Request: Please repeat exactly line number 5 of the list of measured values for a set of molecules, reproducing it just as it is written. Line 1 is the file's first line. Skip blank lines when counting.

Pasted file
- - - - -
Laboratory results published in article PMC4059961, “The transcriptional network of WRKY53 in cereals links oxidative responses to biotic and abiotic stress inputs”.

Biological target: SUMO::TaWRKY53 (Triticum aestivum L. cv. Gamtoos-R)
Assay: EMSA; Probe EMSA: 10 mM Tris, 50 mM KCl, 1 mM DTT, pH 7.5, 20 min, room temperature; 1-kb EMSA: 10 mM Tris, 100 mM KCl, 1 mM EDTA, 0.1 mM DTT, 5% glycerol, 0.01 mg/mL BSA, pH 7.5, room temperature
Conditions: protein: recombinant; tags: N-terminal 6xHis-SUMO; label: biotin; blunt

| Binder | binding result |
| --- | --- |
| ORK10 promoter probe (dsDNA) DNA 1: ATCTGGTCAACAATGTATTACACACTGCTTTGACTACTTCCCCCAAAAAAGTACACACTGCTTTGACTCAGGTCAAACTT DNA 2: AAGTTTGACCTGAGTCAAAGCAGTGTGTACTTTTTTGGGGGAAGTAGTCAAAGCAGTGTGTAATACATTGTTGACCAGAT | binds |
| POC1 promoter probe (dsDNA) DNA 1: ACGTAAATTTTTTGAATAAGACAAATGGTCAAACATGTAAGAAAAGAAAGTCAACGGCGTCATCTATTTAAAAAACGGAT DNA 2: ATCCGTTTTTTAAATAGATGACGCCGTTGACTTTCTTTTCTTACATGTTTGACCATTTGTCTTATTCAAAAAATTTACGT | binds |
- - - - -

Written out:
| Binder | binding result |